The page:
Outside, the sky is grim and tumultuous. Spears of lightning split the heavens, and in the distance, bestial roars echo in unending challenge. Greetings Wargamers, and welcome to the Age of Sigmar.
By now I imagine innumerable gamers have had an opportunity to see the game of Age of Sigmar and unit rules that have been made available for free so far by Games Workshop (thanks GW for this, it has made a big difference to my openness to the new system), and more analytical minds than mine will have run trillions of optimisation algorithms to try and dissect the nuances of Age of Sigmar – and in some cases give opinions about its perceived flaws.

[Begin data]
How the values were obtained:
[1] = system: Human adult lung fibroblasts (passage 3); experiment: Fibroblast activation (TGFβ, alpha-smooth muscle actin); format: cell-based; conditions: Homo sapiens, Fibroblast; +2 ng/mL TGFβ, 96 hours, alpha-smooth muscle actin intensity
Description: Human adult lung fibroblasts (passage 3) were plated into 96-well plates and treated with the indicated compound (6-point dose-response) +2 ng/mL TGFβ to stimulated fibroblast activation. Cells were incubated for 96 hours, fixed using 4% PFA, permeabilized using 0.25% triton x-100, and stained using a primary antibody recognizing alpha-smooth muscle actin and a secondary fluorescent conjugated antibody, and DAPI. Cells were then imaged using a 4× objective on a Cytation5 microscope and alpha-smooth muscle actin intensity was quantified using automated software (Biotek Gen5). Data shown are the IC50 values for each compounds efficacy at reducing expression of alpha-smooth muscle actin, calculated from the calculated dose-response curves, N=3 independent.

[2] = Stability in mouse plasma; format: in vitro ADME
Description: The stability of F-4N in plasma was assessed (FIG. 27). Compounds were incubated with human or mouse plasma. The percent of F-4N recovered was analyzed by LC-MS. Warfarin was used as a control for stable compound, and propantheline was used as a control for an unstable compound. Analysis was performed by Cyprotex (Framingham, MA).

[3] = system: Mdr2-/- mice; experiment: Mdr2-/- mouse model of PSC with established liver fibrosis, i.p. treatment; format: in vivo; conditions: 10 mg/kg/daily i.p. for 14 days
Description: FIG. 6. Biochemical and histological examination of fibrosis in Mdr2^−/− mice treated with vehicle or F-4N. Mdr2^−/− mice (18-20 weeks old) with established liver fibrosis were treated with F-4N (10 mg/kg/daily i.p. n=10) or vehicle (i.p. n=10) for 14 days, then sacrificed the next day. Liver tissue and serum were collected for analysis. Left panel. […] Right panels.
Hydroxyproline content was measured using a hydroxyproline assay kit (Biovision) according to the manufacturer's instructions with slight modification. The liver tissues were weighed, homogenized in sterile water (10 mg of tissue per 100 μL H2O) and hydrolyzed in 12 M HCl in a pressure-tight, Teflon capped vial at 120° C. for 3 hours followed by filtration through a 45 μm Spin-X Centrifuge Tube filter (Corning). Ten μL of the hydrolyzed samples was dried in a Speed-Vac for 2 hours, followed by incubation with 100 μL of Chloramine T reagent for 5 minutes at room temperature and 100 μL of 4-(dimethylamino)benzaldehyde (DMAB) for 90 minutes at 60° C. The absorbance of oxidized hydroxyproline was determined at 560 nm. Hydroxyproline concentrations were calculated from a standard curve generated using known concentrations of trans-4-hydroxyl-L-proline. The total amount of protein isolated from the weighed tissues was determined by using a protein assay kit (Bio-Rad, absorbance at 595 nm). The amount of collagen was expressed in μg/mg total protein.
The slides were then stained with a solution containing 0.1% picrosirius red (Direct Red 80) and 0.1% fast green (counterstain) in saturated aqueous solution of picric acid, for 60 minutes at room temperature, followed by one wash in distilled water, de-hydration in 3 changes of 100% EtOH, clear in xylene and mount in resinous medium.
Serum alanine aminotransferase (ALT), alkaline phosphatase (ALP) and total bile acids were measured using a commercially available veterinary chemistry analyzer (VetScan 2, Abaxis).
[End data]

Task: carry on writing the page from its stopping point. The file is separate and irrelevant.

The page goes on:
My approach to discussion about the Age of Sigmar will not be one of trying to compete with the Math-hammerers (is that even a valid term any more?). My approach will be that of a gamer, pure and simple. I think I have at least entry level experience of gaming by this point in my life, and of the preceding incarnations of the games set in the Warhammer setting, twenty two years and counting, so let’s see if those two and a bit decades have given me anything in the way of depth perception on the topic.